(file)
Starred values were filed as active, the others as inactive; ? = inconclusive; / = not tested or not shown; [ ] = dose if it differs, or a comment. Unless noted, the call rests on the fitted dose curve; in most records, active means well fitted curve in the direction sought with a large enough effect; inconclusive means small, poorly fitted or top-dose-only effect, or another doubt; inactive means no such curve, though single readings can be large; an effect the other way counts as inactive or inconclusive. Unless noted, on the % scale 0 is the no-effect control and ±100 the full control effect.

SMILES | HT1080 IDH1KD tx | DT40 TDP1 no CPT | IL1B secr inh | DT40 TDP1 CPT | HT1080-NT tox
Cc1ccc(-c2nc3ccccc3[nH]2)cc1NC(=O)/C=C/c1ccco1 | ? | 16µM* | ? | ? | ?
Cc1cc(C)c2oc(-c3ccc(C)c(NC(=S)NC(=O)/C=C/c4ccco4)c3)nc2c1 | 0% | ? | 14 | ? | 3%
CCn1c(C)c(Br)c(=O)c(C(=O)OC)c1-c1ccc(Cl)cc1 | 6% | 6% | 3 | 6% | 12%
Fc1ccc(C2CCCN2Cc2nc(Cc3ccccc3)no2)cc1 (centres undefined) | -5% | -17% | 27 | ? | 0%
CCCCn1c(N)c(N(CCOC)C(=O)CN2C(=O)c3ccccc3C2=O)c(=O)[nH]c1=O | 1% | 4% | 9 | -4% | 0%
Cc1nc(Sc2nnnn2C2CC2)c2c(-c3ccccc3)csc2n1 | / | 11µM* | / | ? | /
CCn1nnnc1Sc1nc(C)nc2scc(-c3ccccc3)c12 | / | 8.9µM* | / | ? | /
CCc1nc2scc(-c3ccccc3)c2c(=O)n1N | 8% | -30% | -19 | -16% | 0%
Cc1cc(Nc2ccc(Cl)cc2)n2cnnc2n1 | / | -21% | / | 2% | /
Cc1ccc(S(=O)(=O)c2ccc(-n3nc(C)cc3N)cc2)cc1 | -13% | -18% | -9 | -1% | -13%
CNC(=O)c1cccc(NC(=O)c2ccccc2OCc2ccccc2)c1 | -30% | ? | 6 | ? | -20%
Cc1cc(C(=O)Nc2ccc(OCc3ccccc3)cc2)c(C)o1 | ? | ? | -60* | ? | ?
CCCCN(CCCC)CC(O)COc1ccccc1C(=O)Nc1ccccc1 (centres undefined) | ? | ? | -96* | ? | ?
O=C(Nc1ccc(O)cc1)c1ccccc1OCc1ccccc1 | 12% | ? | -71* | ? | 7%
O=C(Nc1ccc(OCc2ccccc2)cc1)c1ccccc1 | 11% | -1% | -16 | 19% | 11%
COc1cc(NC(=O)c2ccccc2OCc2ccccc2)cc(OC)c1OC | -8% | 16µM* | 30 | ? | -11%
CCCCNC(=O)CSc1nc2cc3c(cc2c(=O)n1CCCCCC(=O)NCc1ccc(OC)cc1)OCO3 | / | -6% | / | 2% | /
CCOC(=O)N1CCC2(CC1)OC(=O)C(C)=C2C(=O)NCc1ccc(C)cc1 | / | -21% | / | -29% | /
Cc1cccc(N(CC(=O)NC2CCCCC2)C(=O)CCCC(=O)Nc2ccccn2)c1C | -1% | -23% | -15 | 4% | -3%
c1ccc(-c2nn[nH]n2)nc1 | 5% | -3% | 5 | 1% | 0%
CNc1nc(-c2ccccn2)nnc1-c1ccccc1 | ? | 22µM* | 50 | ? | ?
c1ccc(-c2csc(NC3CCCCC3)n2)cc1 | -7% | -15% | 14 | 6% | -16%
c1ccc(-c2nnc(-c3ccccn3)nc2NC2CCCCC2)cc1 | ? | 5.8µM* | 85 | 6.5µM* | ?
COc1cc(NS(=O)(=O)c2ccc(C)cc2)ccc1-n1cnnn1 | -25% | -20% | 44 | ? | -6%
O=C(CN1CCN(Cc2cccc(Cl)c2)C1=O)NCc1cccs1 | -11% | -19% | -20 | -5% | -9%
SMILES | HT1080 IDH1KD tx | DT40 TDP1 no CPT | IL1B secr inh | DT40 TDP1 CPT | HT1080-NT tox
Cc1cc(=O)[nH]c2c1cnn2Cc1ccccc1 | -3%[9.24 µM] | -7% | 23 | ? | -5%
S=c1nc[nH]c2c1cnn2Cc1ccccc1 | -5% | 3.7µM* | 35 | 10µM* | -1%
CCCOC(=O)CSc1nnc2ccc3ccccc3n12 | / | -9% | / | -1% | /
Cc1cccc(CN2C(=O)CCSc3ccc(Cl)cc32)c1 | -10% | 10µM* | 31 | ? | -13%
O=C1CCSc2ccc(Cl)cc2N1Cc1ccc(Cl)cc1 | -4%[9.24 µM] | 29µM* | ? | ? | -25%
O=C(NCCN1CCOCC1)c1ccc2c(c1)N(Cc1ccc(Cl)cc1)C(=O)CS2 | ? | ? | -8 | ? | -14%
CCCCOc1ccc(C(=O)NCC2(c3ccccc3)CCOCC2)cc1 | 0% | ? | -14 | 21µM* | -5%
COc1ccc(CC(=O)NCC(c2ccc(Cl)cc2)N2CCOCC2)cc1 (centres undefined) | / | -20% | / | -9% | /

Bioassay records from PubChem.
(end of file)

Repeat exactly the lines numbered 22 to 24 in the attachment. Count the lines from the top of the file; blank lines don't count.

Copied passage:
c1ccc(-c2nn[nH]n2)nc1 | 5% | -3% | 5 | 1% | 0%
CNc1nc(-c2ccccn2)nnc1-c1ccccc1 | ? | 22µM* | 50 | ? | ?
c1ccc(-c2csc(NC3CCCCC3)n2)cc1 | -7% | -15% | 14 | 6% | -16%